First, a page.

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Every Tuesday at 7:42 a.m. and 5:18 p.m., Tom Harte shares a few thoughts on food and shares recipes. A founder of “My Daddy’s Cheesecake,” a bakery/café in Cape Girardeau, a food columnist for The Southeast Missourian, and a cookbook author, he also blends his passion for food with his passion for classical music in his daily program, The Caffe Concerto.

A Harte Appetite: "Puttin' on the Ritz"

flickr user uzi978 (https://creativecommons.org/licenses/by-sa/2.0/)

Recently the Ritz, the most famous hotel in the world, reopened its doors after a $450 million renovation.  Situated on Paris’ Place Vendôme, where dukes and princes used to live, the accommodation is no less palatial than any royal residence and those who are able to afford a room there (running as high as $25,000 a night) surely must feel like a king or a queen, which was the goal of the hotel’s founder, César Ritz.

Ernest Hemingway was a regular guest who even took some of the credit for the hotel’s liberation during World War II (starting in the bar which these days bears his name).  He once observed, “When I dream of afterlife in heaven, the action always takes place in the Paris Ritz.”  And no wonder that when in 1934 Nabisco introduced a new cracker brushed with coconut oil to make it look rich that it named it Ritz.

Just as the Ritz has become the most famous hotel in the world, the Ritz cracker has become arguably the most famous snack food in the world.  (Nonetheless, even though I’ve never stayed at the hotel, I feel fairly confident that the evening turndown service does not feature an eponymous cracker placed on your pillow.)

The Ritz cracker was a considerable improvement over previous crackers.  Not pale or square but golden and round the Ritz was the result of leaving out the leavening and adding more shortening to make a crisper, more buttery product.  Initially selling for just nineteen cents a box, it was an immediate sensation, with sales of five billion in just the first year.

Also causing a sensation was a recipe put on the back of the Ritz box for Mock Apple Pie.  Consisting primarily of the crackers soaked in a  lemony syrup, amazingly, it looks and tastes exactly like the real thing.  Talk about “Puttin’ on the Ritz.”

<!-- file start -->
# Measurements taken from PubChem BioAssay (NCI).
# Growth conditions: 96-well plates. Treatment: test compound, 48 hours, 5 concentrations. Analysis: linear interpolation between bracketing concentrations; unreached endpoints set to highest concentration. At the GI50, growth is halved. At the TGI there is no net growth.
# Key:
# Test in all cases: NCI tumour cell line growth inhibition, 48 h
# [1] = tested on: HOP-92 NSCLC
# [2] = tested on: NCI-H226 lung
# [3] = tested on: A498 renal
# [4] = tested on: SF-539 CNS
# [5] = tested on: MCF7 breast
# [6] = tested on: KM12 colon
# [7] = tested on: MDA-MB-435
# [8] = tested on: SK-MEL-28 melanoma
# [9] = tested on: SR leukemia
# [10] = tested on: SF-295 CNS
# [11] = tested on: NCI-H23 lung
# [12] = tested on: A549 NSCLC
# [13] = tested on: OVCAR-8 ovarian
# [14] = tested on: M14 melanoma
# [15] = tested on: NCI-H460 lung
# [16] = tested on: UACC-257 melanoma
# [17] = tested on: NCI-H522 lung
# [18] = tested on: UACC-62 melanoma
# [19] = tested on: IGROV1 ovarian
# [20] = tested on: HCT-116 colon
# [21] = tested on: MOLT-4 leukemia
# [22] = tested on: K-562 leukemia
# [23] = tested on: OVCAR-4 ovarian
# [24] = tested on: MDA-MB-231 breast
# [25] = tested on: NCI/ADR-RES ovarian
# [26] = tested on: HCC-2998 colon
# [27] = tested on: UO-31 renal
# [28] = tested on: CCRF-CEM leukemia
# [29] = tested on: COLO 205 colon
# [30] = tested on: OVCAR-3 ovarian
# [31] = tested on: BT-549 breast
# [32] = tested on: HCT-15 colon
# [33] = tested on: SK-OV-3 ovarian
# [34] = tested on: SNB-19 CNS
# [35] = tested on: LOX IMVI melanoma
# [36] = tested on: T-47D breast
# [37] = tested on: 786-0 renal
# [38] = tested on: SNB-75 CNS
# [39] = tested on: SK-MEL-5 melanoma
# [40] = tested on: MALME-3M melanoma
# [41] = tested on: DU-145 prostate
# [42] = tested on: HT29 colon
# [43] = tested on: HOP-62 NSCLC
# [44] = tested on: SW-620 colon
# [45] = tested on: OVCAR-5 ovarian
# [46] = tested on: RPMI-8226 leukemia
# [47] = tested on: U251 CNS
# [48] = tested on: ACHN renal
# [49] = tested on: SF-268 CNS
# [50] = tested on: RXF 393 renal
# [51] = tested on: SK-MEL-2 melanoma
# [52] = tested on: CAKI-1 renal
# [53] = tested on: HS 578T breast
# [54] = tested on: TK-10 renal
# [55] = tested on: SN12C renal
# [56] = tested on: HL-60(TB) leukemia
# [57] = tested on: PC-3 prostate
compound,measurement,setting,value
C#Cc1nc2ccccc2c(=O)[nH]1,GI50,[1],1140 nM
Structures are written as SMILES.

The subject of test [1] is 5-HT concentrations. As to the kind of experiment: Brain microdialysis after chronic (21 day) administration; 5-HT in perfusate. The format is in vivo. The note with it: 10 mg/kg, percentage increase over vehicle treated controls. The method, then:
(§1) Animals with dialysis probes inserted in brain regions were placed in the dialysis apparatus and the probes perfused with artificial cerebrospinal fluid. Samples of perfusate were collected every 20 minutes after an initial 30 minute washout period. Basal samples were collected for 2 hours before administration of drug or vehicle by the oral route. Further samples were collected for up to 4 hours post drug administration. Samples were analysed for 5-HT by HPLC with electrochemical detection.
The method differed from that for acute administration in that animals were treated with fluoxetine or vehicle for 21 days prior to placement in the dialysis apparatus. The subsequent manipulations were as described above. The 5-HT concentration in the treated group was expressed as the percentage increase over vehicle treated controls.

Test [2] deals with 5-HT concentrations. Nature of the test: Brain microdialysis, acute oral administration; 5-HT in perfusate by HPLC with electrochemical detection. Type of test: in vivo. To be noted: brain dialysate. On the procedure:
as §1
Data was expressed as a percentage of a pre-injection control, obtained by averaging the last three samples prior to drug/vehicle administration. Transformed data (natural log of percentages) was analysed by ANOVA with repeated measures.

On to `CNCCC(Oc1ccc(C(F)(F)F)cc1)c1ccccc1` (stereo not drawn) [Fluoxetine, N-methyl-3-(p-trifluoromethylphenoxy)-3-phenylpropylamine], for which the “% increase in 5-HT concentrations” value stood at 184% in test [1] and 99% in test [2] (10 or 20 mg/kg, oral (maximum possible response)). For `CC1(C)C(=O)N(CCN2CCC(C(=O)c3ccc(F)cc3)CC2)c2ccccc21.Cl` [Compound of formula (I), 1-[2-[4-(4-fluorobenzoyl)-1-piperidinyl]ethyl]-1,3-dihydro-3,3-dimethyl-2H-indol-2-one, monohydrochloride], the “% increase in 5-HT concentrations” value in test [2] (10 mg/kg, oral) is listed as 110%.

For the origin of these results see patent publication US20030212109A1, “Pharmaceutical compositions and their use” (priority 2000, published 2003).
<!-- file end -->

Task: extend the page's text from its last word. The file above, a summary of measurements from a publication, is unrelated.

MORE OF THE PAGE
Ritzy Salted Caramel “Apple” Pie

This recipe adapted from Delish.com is an enhanced version of the classic Ritz mock apple pie featuring not only an abundance of Ritz crackers in the filling, but a topping of crushed crackers and a glaze of salty caramel on top. 

1 unbaked 9-inch pie shell
2 cups water
2/3 cup granulated sugar
2 teaspoons cream of tartar
60 Ritz crackers, divided
5 teaspoons lemon juice
2 and ½ teaspoons cinnamon, divided
1 and 2/3 cups brown sugar, divided
9 tablespoons butter, divided
1 cup heavy cream
1 teaspoon coarse salt

Combine water, granulated sugar, and cream of tartar and bring to a boil over medium-high heat.  Add 35 whole crackers and simmer for 5 minutes, stirring occasionally.  Fill pastry shell with cracker mixture, and sprinkle with lemon juice and 2 teaspoons cinnamon.  Crush remaining 25 crackers and combine with 2/3 cup brown sugar, remaining ½ teaspoon cinnamon, and 5 tablespoons butter, melted.  Sprinkle over pie.  Bake at 400 degrees for 10 minutes, then cover edges of pie crust with foil, reduce oven temperature to 350 degrees and bake 18-20 minutes longer until filling has set.  Meanwhile combine cream, remaining 1 cup brown sugar, and remaining 4 tablespoons butter and boil for 8 minutes, stirring, until sauce coats a spoon.  Cool to room temperature, drizzle over baked pie and sprinkle with salt.

Tom Harte is a retired faculty member from Southeast Missouri State University where he was an award-winning teacher, a nationally recognized debate coach, and chair of the department of Speech Communication and Theatre.
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